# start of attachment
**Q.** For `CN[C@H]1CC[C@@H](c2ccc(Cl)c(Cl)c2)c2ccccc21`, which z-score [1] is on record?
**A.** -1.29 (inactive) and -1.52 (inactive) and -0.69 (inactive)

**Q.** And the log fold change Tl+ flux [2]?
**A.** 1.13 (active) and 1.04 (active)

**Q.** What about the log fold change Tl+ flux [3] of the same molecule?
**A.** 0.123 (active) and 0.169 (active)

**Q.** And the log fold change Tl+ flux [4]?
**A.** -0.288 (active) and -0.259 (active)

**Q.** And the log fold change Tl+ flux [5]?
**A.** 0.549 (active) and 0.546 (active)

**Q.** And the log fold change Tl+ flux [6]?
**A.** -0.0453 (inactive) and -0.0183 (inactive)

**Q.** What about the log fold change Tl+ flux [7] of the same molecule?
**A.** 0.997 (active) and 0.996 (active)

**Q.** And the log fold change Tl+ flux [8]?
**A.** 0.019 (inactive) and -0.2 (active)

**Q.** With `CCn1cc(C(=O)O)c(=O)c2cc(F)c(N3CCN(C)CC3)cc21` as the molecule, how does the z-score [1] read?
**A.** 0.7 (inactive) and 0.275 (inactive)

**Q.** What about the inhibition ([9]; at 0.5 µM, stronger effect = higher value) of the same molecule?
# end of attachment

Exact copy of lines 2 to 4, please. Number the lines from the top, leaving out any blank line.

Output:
**A.** -1.29 (inactive) and -1.52 (inactive) and -0.69 (inactive)

**Q.** And the log fold change Tl+ flux [2]?
**A.** 1.13 (active) and 1.04 (active)